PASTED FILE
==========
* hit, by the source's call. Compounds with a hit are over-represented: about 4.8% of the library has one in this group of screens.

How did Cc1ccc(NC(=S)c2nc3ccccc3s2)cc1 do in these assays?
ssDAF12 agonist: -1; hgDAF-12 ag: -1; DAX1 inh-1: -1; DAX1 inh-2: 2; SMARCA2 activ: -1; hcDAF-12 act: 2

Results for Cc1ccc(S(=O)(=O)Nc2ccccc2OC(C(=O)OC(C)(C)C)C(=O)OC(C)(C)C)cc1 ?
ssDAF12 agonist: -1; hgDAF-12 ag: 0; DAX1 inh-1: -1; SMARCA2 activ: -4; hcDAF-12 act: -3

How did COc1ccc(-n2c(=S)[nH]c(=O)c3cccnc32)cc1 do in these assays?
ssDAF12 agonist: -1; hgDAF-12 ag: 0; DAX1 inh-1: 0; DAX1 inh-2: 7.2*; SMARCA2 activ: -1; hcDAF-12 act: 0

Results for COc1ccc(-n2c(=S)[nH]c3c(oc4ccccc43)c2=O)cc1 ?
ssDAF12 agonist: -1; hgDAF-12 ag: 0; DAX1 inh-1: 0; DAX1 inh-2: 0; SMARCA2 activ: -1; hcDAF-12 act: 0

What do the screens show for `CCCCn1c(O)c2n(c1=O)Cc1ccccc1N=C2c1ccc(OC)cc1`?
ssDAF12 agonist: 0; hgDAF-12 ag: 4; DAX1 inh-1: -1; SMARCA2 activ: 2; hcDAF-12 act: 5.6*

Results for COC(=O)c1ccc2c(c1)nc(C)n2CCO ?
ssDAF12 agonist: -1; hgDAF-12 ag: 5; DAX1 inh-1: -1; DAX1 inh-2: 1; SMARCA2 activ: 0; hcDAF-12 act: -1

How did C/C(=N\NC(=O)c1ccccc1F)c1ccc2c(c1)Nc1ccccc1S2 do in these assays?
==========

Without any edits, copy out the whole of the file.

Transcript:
* hit, by the source's call. Compounds with a hit are over-represented: about 4.8% of the library has one in this group of screens.

How did Cc1ccc(NC(=S)c2nc3ccccc3s2)cc1 do in these assays?
ssDAF12 agonist: -1; hgDAF-12 ag: -1; DAX1 inh-1: -1; DAX1 inh-2: 2; SMARCA2 activ: -1; hcDAF-12 act: 2

Results for Cc1ccc(S(=O)(=O)Nc2ccccc2OC(C(=O)OC(C)(C)C)C(=O)OC(C)(C)C)cc1 ?
ssDAF12 agonist: -1; hgDAF-12 ag: 0; DAX1 inh-1: -1; SMARCA2 activ: -4; hcDAF-12 act: -3

How did COc1ccc(-n2c(=S)[nH]c(=O)c3cccnc32)cc1 do in these assays?
ssDAF12 agonist: -1; hgDAF-12 ag: 0; DAX1 inh-1: 0; DAX1 inh-2: 7.2*; SMARCA2 activ: -1; hcDAF-12 act: 0

Results for COc1ccc(-n2c(=S)[nH]c3c(oc4ccccc43)c2=O)cc1 ?
ssDAF12 agonist: -1; hgDAF-12 ag: 0; DAX1 inh-1: 0; DAX1 inh-2: 0; SMARCA2 activ: -1; hcDAF-12 act: 0

What do the screens show for `CCCCn1c(O)c2n(c1=O)Cc1ccccc1N=C2c1ccc(OC)cc1`?
ssDAF12 agonist: 0; hgDAF-12 ag: 4; DAX1 inh-1: -1; SMARCA2 activ: 2; hcDAF-12 act: 5.6*

Results for COC(=O)c1ccc2c(c1)nc(C)n2CCO ?
ssDAF12 agonist: -1; hgDAF-12 ag: 5; DAX1 inh-1: -1; DAX1 inh-2: 1; SMARCA2 activ: 0; hcDAF-12 act: -1

How did C/C(=N\NC(=O)c1ccccc1F)c1ccc2c(c1)Nc1ccccc1S2 do in these assays?